You have criticized the council’s decision regarding public access. Are there any big changes on the horizon for that issue?
“The big fear that I hear being voice now is all about pornography being shown on the channel. There are guidelines for other television stations, so I don’t see why we can’t impose some of those same guidelines to protect the public without being overbearing.
“Other than that, there ought to be a free and open discussion of ideas and viewpoints. We live in a nation that honors free speech. Let me just say that I will not be offended if someone opts to criticize me on television or otherwise. If there is a political criticism, so be it.
But as Councilor Raymond Cote says, the mayor proposes and the council disposes.
(Smiles) “Personally, I believe that there can be five votes to move the issue forward. It’s a challenge to lead through persuasion. Sure, I have issued orders in the past, but I know that I can’t issue orders here.
“[Generals] Marshall and Bradley are my heroes. They both accomplished a lot through persuasion.”
You’re the first Republican in nearly 40 years to win the mayor’s seat in Biddeford.
“Being a Republican or a Democrat really doesn’t make much difference. Republicans and Democrats both pick up trash and shovel snow the same way.”
Have you spoken with Gen. Wesley Clark since the election?
“I can’t remember the last time I saw him. Why? Do you think I should give him some campaign advice? (Laughs).
Growing up in Saco, did you ever think you would be the mayor of Biddeford?
“You know, I’m a local boy, too. I went sledding in Clifford Park and jumped into the river with the kids from Biddeford, and flew model airplanes off the runway at the Biddeford Airport.”
You say Biddeford doesn’t get enough credit.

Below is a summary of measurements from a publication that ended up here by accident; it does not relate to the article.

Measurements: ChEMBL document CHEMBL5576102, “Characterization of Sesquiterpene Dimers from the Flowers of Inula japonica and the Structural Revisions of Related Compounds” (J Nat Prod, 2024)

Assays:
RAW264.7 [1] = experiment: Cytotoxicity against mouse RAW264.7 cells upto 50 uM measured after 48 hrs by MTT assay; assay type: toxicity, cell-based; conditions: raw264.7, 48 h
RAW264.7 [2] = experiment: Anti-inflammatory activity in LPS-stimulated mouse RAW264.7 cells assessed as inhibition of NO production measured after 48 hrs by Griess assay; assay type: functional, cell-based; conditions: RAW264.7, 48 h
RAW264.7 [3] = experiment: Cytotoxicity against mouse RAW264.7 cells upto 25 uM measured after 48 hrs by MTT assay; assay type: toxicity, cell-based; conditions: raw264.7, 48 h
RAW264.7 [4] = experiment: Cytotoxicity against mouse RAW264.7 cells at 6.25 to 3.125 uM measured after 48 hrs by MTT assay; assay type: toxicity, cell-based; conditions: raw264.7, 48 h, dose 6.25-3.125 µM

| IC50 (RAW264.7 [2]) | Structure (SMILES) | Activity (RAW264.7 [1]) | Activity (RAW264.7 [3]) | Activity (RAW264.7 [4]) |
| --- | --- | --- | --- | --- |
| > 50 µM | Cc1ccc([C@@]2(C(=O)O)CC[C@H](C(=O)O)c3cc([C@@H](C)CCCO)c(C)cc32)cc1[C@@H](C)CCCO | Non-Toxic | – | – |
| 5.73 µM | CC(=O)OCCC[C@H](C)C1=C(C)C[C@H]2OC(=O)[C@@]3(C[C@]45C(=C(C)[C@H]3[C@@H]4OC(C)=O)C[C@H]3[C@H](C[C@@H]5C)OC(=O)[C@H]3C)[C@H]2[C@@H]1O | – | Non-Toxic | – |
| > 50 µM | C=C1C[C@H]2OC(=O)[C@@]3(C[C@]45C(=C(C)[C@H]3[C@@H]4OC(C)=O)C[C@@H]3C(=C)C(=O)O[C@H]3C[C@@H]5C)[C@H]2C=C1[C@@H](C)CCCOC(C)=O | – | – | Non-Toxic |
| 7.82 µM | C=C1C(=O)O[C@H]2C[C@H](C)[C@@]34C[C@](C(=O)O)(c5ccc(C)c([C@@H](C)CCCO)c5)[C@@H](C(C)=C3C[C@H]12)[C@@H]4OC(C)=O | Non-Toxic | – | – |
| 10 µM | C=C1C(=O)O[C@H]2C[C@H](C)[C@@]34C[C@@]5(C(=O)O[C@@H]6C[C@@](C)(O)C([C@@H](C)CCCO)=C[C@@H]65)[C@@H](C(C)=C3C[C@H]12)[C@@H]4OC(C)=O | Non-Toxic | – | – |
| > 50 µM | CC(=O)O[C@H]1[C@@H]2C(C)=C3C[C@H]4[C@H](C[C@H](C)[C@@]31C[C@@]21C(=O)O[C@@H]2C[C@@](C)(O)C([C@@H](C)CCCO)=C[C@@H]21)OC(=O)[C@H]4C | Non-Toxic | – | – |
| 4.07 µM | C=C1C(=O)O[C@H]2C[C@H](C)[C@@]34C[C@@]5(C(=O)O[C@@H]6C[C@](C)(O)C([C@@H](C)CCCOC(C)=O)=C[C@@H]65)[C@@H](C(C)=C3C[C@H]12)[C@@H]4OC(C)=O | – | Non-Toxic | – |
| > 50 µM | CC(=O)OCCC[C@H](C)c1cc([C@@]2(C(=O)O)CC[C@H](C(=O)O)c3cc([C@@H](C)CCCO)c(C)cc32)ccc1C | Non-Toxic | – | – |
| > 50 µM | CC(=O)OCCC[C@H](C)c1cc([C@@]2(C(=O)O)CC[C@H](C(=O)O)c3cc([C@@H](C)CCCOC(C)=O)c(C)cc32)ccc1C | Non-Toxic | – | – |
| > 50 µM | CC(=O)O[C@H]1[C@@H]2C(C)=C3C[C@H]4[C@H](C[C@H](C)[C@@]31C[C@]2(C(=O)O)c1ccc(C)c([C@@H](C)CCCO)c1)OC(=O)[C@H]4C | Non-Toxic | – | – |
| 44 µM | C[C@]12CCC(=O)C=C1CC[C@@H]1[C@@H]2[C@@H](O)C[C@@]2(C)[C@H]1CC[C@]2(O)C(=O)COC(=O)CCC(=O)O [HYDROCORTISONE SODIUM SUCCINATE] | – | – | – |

“I think Biddeford is a great place. Some good things have happened here, but we don’t get credit for it and that bothers me.”
What do you attribute to your win?
“People have told me that they feel as if I speak with sincerity, truth . . . I articulated my message positively. You have to radiate integrity. You don’t lead soldiers into battle in a half-assed manner.”
What are your immediate goals?
“My thinking in this regard has not changed since the campaign. Our first priority must be education.
“From there, the job of the council is to wrestle with current problems, but to also lay the foundation for a better future — and that future is through education.
“I believe that this community can become a prototype for the rest of the state when it comes to Gov. Baldacci’s call for regionalized cooperation and cost sharing. A lot of people are still concerned about taxes, and I’m one of them.
“The structure of government that has served us well for the last 200 years is no longer affordable. If I had my way, I would like to see this area become a model for what the governor is proposing. It can be done without losing the identity of our city or our football team.
“Through healthy economic development, we should be able to take our proper place as the principal city of York County.”
Is your wife going to take an active role in your administration?
“Jane has been my best friend for 62 years, and we just celebrated 53 years of marriage. It’s not clear yet what role she will play. She wasn’t too happy when I told her that I wanted to run. But she became an excellent campaigner.
“She stood with me in the cold on Election Day, and she has always been a positive factor in my life, so in that way she has already played a major role.”